The purpose of this analysis is to provide a measure of marketable surplus of maize in Tanzania. We proxy marketable surplus with national-level estimates of total maize sold, presumably the surplus for maize producing and consuming households. We also provide national level estimates of total maize produced and estimate “average prices” for Tanzania which allows this quantity to be expressed as an estimate of the value of marketable surplus. The analysis uses the Tanzanian National Panel Survey (TNPS) LSMS – ISA which is a nationally representative panel survey, for the years 2008/2009 and 2010/2011. A spreadsheet provides our estimates for different subsets of the sample and using different approaches to data cleaning and weighting. The total number of households for Tanzania was estimated with linear extrapolation based on the Tanzanian National Bureau of Statistics for the years 2002 and 2012. The weighted proportions of maize-producing and maize-selling households were multiplied to the national estimate of total households. This estimate of total Tanzanian maize-selling and maize-producing households was then multiplied by the average amount sold and by the average amount produced respectively to obtain national level estimates of total maize sold and total maize produced in 2009 and 2011.
Cereals and pulses are important food and cash crops for farmers and rural households in Ethiopia. Despite the economic and food security importance of these crops, data and opinion suggest a yield gap: actual smallholder farm yields do not achieve estimated potential yields for wheat, sorghum, maize, lentils and peas. Furthermore, cereal prices in Ethiopia fall between import and export parity prices, limiting their international trading prospects. Although there are significant wheat imports, these reflect the influx of food aid, rather than competitive trade on the international market. The purpose of this brief is to estimate yield gaps in important Ethiopian crops in order to identify potential areas for productivity gains. We find that wheat, sorghum and maize all exhibit the potential for yield gains to increase domestic food availability. Additionally, all three crops experienced significant spikes in yield in the 2006 season. Further investigation into the climate conditions and policy in place that year may generate potential strategies to increase future yields. Analysis of Ethiopian lentil and pea yields suggest that productivity gains may be possible to increase food availability. Limited access to improved technologies appears to be the main constraint to pulse productivity in Ethiopia. Opportunities to increase lentil and pea yields appear to exist through increasing cultivation of improved varieties.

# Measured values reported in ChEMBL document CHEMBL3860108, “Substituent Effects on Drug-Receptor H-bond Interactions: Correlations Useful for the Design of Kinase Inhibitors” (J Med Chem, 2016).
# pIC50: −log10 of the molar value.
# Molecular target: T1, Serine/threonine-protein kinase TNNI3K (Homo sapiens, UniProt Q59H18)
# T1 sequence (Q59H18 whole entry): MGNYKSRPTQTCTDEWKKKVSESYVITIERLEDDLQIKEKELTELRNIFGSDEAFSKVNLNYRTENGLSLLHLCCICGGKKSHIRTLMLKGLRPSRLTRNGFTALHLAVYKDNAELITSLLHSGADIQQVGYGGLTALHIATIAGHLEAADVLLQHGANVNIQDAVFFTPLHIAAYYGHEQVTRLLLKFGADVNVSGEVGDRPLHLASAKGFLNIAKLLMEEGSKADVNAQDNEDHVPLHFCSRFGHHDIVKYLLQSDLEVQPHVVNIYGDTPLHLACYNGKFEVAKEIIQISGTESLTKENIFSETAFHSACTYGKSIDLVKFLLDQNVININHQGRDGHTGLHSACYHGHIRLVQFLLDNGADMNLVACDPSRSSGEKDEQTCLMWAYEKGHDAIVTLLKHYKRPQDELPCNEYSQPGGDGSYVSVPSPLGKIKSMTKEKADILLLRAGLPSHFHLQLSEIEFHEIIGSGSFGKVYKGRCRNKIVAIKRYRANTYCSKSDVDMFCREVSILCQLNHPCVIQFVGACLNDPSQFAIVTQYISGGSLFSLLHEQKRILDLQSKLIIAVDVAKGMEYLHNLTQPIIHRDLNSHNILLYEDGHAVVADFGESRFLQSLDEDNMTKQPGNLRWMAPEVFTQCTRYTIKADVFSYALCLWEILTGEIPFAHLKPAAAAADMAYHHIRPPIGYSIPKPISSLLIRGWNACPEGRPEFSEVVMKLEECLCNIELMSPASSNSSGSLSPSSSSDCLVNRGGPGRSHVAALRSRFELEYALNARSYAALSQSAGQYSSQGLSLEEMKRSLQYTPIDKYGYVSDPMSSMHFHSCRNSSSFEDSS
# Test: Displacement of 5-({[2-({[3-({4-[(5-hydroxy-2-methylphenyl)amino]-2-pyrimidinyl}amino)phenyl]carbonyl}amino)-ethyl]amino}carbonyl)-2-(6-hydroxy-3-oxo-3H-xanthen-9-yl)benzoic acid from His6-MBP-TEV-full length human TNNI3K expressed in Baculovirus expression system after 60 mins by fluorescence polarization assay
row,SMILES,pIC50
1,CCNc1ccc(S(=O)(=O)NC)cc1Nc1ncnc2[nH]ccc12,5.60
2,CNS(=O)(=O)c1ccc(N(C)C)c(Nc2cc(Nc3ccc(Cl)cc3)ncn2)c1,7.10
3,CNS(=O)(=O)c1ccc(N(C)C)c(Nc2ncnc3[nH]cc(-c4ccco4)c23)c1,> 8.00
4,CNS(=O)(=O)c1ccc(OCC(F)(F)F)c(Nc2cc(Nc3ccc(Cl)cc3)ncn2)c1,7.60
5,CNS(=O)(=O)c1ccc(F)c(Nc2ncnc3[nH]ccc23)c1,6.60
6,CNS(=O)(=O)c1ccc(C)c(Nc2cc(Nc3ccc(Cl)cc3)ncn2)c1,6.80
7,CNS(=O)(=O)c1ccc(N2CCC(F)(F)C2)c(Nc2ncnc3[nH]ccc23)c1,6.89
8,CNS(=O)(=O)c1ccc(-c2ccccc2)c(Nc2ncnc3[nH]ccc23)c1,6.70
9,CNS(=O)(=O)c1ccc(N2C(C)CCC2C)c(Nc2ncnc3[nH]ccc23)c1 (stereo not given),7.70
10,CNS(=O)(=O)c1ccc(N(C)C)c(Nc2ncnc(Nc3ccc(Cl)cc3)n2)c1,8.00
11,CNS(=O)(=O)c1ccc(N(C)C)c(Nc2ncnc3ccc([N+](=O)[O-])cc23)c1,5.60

Market-oriented agricultural production can be a mechanism to increase smallholder farmer welfare, rural market performance, and contribute to overall economic growth. Cash crop production can allow households to increase their income by producing output with higher returns to land and labor and using the income generated from sales to purchase goods for consumption. However, in the face of missing and underperforming markets, African smallholder households are often unable to produce efficiently or obtain staple foods reliably and cheaply. This literature review summarizes the available literature on the impact of smallholder participation in cash crop and export markets on household welfare and rural markets. The review focuses exclusively on evidence from Sub-Saharan Africa regarding top and emerging export crops, with the addition of tobacco and horticulture due to the volume of research relevant to smallholder welfare gains from the production of these crops. It includes theoretical frameworks, case studies, empirical evidence, and historical analysis from 42 primary empirical studies and 112 resources overall.